First, I want to apologize because I accidentally linked to the wrong article in that hyperlink (a Guardian story about how the meat farming industry needed to change). I really meant to link to this story about how lettuce can produce more emissions than bacon. That happens sometimes when you have 50 tabs open and 20+ hyperlinks in a newsletter, but it was a mistake I regret. Still, I was only trying to illustrate the idea that silver bullets didn’t exist, and going vegan wasn’t a cure-all for environmental issues. That being said, even the proper link doesn’t totally back up my claim that there’s “plenty of evidence eating vegan is as bad as eating meat.” It was sloppy writing on my part and after reading some people’s feedback I thought it was worth following up: there have been a number of scientific studies that show eating less meat, specifically beef, would have extremely positive impacts on the environment. My humble suggestion is that if you want to be more eco-friendly, focus not just on eating less meat, but on some of the other lifestyle changes I noted. To make things right, I’d like to share some of the feedback I got. Consider this a throwback to the days of “letters to the editor” in newspapers. I’d love to keep doing this.
Noah from Minneapolis said he felt The Guardian piece was a “lazy piece of journalism” and added this:
“Sure, eating locally is better for the environment than eating food sourced from massively distributed supply chains. But that has nothing to do with veganism. A locally sourced vegan diet is still environmentally better than a locally sourced meat diet. A non-locally sourced vegan diet is environmentally better than a non-locally sourced meat diet. It's a false dichotomy to contrast a locally sourced meat diet with a non-locally sourced vegan diet.”
Jacob from Detroit noted that this article explicitly cites…
“a large study that states unequivocally ‘avoiding consumption of animal products delivers far better environmental benefits than trying to purchase sustainable meat and dairy.’ It also says that global farmland use could be reduced 75% if meat and dairy were removed, and that even then we'd still have enough food to feed the world. Project Drawdown says if cattle were their own country, they'd be the third-largest greenhouse gas emitter, and that a vegan diet can reduce emissions by 70%.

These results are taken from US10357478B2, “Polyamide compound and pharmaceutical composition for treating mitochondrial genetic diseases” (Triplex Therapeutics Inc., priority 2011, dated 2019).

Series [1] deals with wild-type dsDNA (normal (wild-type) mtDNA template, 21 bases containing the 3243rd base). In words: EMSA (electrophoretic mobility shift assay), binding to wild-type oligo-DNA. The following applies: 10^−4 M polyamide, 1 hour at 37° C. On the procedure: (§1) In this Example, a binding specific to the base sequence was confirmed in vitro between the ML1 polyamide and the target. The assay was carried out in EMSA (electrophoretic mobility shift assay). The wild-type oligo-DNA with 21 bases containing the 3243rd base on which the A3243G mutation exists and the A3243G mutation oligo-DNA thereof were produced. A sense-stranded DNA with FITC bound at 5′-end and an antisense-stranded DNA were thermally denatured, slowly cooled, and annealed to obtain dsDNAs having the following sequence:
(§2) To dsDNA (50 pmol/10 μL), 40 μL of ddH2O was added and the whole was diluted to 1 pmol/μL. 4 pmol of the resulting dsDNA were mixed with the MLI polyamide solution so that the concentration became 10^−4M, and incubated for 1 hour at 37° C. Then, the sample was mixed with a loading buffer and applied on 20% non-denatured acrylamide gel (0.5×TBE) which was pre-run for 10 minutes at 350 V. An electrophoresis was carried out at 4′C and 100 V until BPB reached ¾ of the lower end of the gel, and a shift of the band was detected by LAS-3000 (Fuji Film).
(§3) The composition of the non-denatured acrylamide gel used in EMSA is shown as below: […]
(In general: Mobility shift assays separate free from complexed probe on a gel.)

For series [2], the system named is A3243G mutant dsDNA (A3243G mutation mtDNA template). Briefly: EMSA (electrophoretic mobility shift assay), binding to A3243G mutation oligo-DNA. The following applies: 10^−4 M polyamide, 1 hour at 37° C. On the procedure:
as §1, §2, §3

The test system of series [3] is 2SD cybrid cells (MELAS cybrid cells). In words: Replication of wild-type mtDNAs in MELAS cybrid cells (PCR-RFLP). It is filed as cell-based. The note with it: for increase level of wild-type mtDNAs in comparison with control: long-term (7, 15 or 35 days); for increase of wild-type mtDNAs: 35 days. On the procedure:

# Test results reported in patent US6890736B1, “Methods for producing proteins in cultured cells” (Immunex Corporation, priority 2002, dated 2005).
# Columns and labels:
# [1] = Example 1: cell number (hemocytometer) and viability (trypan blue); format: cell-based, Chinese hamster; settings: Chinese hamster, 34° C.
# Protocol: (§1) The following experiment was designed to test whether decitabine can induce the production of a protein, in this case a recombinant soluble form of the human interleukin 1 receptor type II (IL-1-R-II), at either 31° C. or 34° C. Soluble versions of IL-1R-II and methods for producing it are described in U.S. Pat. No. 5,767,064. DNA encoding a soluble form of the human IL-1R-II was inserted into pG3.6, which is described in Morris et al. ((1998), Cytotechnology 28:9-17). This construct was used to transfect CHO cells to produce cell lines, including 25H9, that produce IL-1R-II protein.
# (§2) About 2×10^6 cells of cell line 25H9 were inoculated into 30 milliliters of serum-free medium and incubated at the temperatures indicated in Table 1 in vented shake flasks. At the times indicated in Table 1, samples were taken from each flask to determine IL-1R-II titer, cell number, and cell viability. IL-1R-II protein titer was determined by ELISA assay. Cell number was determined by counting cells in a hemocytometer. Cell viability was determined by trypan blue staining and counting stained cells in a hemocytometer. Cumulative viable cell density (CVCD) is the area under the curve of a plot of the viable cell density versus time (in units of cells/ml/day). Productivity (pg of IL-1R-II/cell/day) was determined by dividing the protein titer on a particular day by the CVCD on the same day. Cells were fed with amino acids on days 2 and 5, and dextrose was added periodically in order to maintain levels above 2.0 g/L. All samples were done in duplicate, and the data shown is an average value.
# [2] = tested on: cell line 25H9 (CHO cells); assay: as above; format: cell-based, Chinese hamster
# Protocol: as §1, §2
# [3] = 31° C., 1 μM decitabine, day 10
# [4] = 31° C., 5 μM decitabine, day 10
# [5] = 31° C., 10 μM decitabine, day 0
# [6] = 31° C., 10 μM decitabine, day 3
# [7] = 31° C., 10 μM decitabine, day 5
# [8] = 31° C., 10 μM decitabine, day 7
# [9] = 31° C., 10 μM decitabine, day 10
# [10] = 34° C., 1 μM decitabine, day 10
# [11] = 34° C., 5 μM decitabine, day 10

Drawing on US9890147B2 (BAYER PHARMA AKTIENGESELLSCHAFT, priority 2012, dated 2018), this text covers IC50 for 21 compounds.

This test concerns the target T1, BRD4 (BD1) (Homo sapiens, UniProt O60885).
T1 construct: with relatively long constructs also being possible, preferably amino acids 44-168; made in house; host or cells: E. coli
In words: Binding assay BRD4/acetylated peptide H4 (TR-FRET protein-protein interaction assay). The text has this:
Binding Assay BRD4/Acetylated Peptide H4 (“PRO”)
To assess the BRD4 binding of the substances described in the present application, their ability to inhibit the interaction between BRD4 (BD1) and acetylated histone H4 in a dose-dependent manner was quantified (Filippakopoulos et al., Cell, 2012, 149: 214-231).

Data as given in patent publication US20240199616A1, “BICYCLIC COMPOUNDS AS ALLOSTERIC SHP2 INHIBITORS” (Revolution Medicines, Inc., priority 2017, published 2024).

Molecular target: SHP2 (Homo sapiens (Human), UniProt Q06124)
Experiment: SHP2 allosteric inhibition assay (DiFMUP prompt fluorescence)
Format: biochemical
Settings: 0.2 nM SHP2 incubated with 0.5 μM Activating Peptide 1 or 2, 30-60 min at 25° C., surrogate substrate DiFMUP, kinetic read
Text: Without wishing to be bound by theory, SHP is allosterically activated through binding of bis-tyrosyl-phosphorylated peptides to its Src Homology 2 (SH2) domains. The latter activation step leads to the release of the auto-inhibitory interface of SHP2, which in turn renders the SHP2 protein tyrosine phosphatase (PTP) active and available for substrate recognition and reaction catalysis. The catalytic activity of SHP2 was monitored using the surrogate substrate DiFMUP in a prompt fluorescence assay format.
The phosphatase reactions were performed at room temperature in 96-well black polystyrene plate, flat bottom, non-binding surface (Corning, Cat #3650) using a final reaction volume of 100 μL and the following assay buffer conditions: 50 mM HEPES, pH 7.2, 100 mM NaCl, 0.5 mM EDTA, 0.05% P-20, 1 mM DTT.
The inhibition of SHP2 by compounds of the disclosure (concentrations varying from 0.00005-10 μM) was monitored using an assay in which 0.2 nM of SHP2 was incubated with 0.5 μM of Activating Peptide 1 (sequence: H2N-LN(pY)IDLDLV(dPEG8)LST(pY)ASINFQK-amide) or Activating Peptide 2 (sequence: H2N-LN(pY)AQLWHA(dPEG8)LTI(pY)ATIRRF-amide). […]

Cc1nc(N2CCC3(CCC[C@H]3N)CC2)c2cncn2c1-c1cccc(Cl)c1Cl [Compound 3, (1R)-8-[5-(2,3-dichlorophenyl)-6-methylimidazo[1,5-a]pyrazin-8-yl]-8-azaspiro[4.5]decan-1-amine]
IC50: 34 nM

And Katie from Philadelphia wrote in to say:
I have seen numerous scientific papers and studies that prove just the opposite of the claim you are making. Methane release from farm stock is a MAJOR contributor to climate change. Your article claims that bio-diverse grazing can reduce methane emissions by 70%. Unfortunately this is not how the majority of beef that comes to US and other world markets is produced.
Also, MJ from New York City dropped me a line to point out that in my “Have a nice day” section I neglected to mention Celeste Barber, the comedian who raised $32 million to go towards the Trustee for the New South Wales Rural Fire Service & Brigades Donations Fund. 1.2 million people donated, and it was the most amount of money ever raised in a Facebook fundraiser.